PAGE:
Kickstarter-Funded Games: Are We Asking for Too Little?

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Matt Barton's picture

As someone who has been to bat for several Kickstarter projects lately, I'm becoming concerned with what's going to happen on the other end. After all this community support, will it be back to business as usual when the products hit the shelves? Will all this "fan outreach" end when they start worrying about maximizing their sales?

How will I feel when the games that I've not only helped fund, but--like many of you, have also promoted heavily with every social media tool at my disposal--how will I feel if those games end up on the shelf with the same kind of closed-source, DRM-encrusted, shrinkwrap-licensed bullshit that plagues the rest of the industry?

After some preliminary research, I've found that while most of the big game projects at least promise a DRM free version (at least as a limited option to backers), there are few promises that they will *exclusively* offer DRM free versions.

Let's consider how some of the Kickstarters I've supported are handling these issues:

  • Project Eternity. Raised 3.9 million. Offering DRM-free downloads. Nothing I can find about source code or sharing assets; looks like a traditional copyright model.
  • Double Fine Adventure. Raised 3.3 million. DRM-free; nothing about source code or CC licensing.
  • Wasteland 2. Raised: 2.9 million dollars. They are offering a DRM-free digital download, but I don't see anything about sharing the source code, assets, or alternative licensing.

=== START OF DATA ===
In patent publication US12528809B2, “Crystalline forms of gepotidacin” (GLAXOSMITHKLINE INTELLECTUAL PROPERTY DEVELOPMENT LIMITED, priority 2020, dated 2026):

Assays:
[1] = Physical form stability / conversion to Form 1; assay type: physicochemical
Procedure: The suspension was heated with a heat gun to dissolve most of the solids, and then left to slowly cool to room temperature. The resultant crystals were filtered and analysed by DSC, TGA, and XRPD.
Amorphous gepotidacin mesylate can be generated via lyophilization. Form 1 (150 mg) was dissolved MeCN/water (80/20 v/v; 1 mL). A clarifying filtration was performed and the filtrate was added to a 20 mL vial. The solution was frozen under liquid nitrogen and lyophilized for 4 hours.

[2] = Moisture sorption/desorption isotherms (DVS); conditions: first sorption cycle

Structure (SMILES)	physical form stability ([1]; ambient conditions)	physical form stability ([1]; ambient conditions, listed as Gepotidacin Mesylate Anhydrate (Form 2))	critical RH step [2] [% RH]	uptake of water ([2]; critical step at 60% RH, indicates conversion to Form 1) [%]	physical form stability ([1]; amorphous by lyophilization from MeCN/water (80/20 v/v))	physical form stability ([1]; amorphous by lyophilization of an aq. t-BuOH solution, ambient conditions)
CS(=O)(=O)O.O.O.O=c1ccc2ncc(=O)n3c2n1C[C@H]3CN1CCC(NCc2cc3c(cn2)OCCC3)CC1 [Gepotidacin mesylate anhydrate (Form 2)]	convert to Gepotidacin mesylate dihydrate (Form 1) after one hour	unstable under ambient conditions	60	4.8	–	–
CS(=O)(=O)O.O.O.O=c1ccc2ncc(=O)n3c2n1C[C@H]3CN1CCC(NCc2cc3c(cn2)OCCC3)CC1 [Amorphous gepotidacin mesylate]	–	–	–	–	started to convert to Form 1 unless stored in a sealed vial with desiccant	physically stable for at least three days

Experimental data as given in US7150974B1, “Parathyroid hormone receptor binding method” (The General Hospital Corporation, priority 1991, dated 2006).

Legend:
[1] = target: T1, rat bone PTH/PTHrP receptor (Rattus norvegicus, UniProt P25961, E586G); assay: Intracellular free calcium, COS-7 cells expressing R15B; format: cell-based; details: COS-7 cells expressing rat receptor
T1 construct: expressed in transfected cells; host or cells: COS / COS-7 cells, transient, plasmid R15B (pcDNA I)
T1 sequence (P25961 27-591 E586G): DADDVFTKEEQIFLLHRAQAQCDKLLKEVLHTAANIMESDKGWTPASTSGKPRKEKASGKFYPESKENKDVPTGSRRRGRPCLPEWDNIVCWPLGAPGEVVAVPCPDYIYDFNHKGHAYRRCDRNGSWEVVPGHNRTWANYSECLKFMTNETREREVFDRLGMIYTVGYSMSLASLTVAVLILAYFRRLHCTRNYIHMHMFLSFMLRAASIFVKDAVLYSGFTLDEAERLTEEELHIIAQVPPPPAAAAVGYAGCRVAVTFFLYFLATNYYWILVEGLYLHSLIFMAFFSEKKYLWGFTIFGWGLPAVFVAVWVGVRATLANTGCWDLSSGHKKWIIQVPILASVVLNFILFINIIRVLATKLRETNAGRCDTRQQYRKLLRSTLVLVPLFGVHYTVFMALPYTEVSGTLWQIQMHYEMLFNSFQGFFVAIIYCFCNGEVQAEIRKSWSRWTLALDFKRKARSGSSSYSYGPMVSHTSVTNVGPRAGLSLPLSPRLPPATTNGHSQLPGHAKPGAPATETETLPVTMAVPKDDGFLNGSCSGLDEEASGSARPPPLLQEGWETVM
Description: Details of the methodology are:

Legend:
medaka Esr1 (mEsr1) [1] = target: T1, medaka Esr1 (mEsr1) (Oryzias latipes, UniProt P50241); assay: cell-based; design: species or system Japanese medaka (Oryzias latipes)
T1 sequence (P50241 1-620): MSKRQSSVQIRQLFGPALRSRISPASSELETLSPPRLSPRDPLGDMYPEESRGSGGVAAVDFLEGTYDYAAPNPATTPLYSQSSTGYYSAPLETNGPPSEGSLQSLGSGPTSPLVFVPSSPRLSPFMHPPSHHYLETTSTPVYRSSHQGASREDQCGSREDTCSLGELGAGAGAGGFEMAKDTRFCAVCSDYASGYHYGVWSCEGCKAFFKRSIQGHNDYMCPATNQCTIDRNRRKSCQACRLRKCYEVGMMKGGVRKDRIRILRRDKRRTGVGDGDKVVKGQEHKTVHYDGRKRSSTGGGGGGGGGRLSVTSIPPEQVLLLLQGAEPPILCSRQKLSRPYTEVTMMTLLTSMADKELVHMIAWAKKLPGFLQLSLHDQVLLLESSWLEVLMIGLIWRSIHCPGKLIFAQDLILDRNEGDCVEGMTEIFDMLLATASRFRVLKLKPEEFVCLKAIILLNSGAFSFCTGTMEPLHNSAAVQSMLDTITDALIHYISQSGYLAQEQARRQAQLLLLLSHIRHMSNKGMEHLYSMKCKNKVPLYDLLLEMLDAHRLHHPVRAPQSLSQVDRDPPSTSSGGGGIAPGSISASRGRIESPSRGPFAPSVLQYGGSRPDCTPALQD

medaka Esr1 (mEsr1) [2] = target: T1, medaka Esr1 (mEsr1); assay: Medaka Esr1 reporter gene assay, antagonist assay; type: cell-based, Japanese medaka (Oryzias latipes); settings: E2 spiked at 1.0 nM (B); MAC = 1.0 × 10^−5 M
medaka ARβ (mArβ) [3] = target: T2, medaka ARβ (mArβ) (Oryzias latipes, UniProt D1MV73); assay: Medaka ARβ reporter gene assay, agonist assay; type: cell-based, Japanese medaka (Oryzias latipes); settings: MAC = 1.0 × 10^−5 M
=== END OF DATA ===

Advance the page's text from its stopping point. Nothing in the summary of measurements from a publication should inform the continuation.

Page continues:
• Star Citizen. Raised 2.1 million. I see no promises anywhere about the game being DRM-free or sharing anything, despite a lot of talk about how they're rejecting the "corporate suits."
  • Hero-U: Rogue to Redemption. Raised 400K. DRM-free; no source code or CC license.

Finally, I did an overall Kickstarter search for "creative commons" and "open source" and came up with zero results in computer games.

The way I see it, if you're reaching out your hand for community support, you need to consider supporting the community in return. That means, in my humble opinion, sharing your source code, using an alternative licensing scheme such as Creative Commons--so other people can BUILD on your work--and, perhaps most importantly, sharing assets to enable faster community development.

In the future, I will not be supporting any Kickstarter project that doesn't at least offer exclusively DRM-free versions and at least some kind of sharing scheme for source code and at least some assets. I don't expect anyone to put their work into the public domain, but they should at least make some of their source code and assets available to give back to the community that funded their work. Ideally, what I'd like to see is full access to the source code, CC-licenses, and a healthy library of shared assets.